The taxonomic standardization using WORMS discarded any misspelled or no-match entries from the dataset, and aggregated 1116 initial taxa into 682 accepted taxa (at the species level). As new taxa are being described and their current status is constantly changing, WoRMS may not yet contain all updated statuses42, however, it is continuously being improved and is considered the best available source for marine taxonomic standardization. Together with the identification of duplicate entries, records missing coordinate information or information regarding species’ distributional ranges, our approach removed 2,676,350 initial entries from the dataset.

The automatic flagging procedure identified 1.21% of records located on land, and an additional 6.88% records without suitable light conditions for photosynthesis (Table 1). The manual verification based on published literature and consulting experts flagged 2.74% of records as potential outliers outside the know distribution of species (75,369 records; Table 1). Considering the three flags implemented, literature records appeared the least biased (unique exception of literature records for seagrasses flagged over land; Table 1), followed by digital repositories and herbaria (Table 2). The number of species flagged by manual verification against known distributional ranges was the lowest for literature (26.96%), followed by repositories (36.96%) and herbaria (60.43%; Table 2).

The flagging system implemented, not available in any of the 33 repositories and herbaria consulted, allowed delivering a fine-tuned dataset of 2,485,534 georeferenced records gathered from multiple sources, with no taxonomic errors (based on the WoRMS current information), no duplicate entries, no records in unsuitable habitats (i.e. land or low light conditions) or too distant from species’ biogeographical ranges.

The use of a flagging system allowed retaining valuable data that should not be discarded. For instance, some large brown algae and seagrasses can often be found as rafts43, floating on the sea surface, hundreds of kilometers away from their original source44,45. While these records are not particularly suitable to build ecological models aimed for benthic species, they are highly valuable to address dispersal ecology. Instead of considering such cases as outliers for exclusion, flagging allows keeping records for users to decide their final use.

The dataset will continue to receive new data records from its multiple sources, as new literature gets published and new observations are made. Taxonomic and error corrections will continuously be made over the years, from experts (ecologists, taxonomists and naturalists), allowing continuous flagging of doubtful records.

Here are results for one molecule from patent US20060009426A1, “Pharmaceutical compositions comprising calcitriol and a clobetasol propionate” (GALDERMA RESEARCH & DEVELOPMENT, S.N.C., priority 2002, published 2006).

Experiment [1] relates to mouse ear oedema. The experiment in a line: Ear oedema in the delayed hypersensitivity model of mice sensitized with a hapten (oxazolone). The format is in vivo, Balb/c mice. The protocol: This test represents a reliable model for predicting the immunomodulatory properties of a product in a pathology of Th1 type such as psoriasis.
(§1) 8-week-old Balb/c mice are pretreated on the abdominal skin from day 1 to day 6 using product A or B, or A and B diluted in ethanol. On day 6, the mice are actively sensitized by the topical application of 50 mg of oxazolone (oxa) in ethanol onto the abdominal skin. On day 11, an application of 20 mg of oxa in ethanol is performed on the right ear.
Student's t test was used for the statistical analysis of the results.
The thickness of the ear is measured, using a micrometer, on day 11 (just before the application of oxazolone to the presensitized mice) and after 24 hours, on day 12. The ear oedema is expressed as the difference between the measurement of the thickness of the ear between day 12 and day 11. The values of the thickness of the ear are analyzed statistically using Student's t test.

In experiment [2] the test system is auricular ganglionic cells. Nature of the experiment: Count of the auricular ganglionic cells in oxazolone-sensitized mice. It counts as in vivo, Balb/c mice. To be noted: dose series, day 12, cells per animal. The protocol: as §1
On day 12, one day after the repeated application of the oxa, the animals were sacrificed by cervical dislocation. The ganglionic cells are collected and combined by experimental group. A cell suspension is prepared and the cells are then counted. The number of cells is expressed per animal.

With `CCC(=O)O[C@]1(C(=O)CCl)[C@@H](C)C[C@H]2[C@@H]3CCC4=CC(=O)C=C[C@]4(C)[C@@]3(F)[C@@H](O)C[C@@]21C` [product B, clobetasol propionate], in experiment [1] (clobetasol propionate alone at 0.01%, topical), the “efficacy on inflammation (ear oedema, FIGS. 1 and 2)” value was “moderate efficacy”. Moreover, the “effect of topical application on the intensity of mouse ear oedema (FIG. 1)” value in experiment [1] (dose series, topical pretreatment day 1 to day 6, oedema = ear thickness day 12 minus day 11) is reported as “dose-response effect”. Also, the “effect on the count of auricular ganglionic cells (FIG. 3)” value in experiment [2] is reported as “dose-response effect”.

R functions for data management and visualization

In addition to the dataset, we developed a set of functions in R language (R Development Core Team, 2018) to facilitate extraction, listing and visualization of occurrence records (e.g., function to export data as geospatial vectors for geographic information systems). All functions are detailed in Table 3 and can be easily installed by entering the following line into the command prompt:

Table 3 List of functions available to facilitate extraction, listing and visualization of occurrence records (refer to main Github repository for more information).


Usage Notes

The dataset follows the FAIR principle of Findability, Accessibility, Interoperability and Reusability of data46. It is made available as two distinct files in tabular format. The first aggregates all data with no taxonomic errors and no duplicate entries and includes the three fields implemented to flag records. The additional file provides a pruned version of the dataset discarding all potentially biased records.

The dataset complies with Darwin Core Standard (DwC)32, providing information on taxonomy, geographical location (e.g., coordinates in decimal degrees, depth and uncertainty), reference to original sources (including permanent identifiers; bibliographic Citation DOI), as well as the flagging system implemented (Table 4).

Table 4 Description of the main fields used in the dataset.

The integration of the dataset with a set of functions in R language allows easy data acquisition and smooth integration with already available statistical tools, such as those aiming for Ecological Niche Modeling47,48. For instance, the dataset can be used to describe the global distribution of species12,49, address niche-based questions3,50,51, support biodiversity and ecosystem-based conservation10,52,53, and to understand correlations between anthropogenic pressures and population extinctions54. Additionally, the availability of standard data layers delivering past and future climate change scenarios36,55 may further expand the applications of this dataset to predict range shifts9,56,57 or hypothesize important evolutionary scenarios, such as mapping climate-refugia where higher and endemic biodiversity evolved43,58,59.

Data transparency and accuracy is a prerequisite for avoiding flawed and/or misleading conclusions, especially when provided to stakeholders and decision makers. The pipelines implemented are explicit, ensuring the clarity and reproducibility of the process and contributing to public data in standard formats (i.e., the Darwin Core Standard). With the flagging system, users can fine-tune the original dataset according to their research needs and boost the quality of their results. Particularly, when requested by decision-makers, more accurate outcomes may provide important climate change-integrated conservation strategies60, as well as feed important baseline assessments, like those required in the scope of the Intergovernmental Science-Policy Platform on Biodiversity and Ecosystem Services (IPBES).